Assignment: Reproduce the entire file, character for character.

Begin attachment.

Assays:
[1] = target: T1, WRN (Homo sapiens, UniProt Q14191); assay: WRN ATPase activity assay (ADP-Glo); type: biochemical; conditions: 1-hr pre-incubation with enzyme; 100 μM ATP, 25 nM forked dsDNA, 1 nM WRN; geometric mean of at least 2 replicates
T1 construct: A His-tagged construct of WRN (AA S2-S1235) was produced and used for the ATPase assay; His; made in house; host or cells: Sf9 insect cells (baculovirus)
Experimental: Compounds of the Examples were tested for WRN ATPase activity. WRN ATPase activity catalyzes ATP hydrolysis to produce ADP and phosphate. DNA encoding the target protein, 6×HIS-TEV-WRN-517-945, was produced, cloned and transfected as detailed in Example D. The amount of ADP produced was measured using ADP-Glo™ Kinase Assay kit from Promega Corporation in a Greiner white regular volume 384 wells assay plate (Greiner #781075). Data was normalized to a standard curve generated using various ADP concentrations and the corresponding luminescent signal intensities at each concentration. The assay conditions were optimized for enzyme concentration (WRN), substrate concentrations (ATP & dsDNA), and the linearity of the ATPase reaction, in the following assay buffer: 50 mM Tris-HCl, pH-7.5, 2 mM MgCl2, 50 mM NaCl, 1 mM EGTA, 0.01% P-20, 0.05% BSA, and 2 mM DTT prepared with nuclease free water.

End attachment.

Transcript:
Assays:
[1] = target: T1, WRN (Homo sapiens, UniProt Q14191); assay: WRN ATPase activity assay (ADP-Glo); type: biochemical; conditions: 1-hr pre-incubation with enzyme; 100 μM ATP, 25 nM forked dsDNA, 1 nM WRN; geometric mean of at least 2 replicates
T1 construct: A His-tagged construct of WRN (AA S2-S1235) was produced and used for the ATPase assay; His; made in house; host or cells: Sf9 insect cells (baculovirus)
Experimental: Compounds of the Examples were tested for WRN ATPase activity. WRN ATPase activity catalyzes ATP hydrolysis to produce ADP and phosphate. DNA encoding the target protein, 6×HIS-TEV-WRN-517-945, was produced, cloned and transfected as detailed in Example D. The amount of ADP produced was measured using ADP-Glo™ Kinase Assay kit from Promega Corporation in a Greiner white regular volume 384 wells assay plate (Greiner #781075). Data was normalized to a standard curve generated using various ADP concentrations and the corresponding luminescent signal intensities at each concentration. The assay conditions were optimized for enzyme concentration (WRN), substrate concentrations (ATP & dsDNA), and the linearity of the ATPase reaction, in the following assay buffer: 50 mM Tris-HCl, pH-7.5, 2 mM MgCl2, 50 mM NaCl, 1 mM EGTA, 0.01% P-20, 0.05% BSA, and 2 mM DTT prepared with nuclease free water.